One of the key skills of the improviser is to make sure you have eye contact with the other players that are playing in the game with you. Considering it’s all improvised and there is no script, it is very difficult to express to someone what’s about to happen with out verbal communication. That’s why eye contact is so important.
For example, suppose, while in an improv show, the statement a team member just said makes you want to react by fainting. You could simple faint and fall to the floor, which no doubt will elicit a laugh and probably a bruised body part. The other option, and one I prefer, is to connect with your partner and look ’em in the eye. You’re connection and body language will probably result in their catching you before you hit the floor. The audience is amazed at the team work, the laugh is much more powerful, and no bruised body parts.
Sure eye contact is great for improv, but can we use this skill and make a connection in our every day life? I think we can. How often do we actually take the time to look someone in the eye to talk. All to often, now a days we’re looking at the multitasking cell phone or other electronic devise to look up, lock eyes, and have that conversation. I know this is true because my husband is talking to me right now, while I’m writing this! Okay, so that may not be true, but you get the point, and I’ll bet you’ve done that exact same thing.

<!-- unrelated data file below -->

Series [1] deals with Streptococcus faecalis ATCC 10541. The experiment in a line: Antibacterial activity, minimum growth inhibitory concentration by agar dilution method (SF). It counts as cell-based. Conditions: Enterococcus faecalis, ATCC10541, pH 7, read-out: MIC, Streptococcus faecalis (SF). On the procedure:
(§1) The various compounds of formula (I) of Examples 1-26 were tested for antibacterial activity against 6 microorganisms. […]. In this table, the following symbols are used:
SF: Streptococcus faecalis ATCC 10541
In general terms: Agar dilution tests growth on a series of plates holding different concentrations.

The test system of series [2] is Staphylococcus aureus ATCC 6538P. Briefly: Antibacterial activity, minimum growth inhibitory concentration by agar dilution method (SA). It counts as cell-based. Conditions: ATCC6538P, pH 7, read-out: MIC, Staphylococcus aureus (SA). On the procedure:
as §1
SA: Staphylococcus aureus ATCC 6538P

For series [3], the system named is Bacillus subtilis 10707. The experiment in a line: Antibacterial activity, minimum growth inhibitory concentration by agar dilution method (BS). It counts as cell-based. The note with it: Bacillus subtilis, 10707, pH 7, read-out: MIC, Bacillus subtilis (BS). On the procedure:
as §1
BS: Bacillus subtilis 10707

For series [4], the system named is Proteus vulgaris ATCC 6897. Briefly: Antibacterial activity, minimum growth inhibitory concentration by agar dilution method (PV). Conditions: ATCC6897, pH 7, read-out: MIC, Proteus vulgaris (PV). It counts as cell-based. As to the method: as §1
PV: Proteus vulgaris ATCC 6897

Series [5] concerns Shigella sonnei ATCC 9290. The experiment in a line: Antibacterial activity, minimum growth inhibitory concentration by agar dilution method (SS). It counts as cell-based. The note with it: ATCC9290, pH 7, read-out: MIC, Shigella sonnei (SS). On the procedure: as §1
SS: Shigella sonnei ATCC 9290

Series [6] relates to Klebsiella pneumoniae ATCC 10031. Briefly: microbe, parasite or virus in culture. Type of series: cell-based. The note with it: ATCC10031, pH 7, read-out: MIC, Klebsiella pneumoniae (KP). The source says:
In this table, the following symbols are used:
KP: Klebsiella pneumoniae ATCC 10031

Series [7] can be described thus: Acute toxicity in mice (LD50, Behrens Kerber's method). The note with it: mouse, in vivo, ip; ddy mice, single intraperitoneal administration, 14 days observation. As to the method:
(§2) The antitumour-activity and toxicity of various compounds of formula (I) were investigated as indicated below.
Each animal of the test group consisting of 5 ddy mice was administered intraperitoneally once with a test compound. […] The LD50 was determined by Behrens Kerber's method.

One of my favorite things to do when I’m out and about shopping is to see how many people I can lock eye contact with and say hello. This little practice changes the day. People respond to you. They smile. You feel more connected. And, perhaps this is just me, you feel more aware of your surroundings. It’s as if, some how, I’m slowing time, just by focusing my attention on connecting with another person and looking them in the eye.
So next time you out shopping try it, become aware of your surroundings by looking people in the eyes.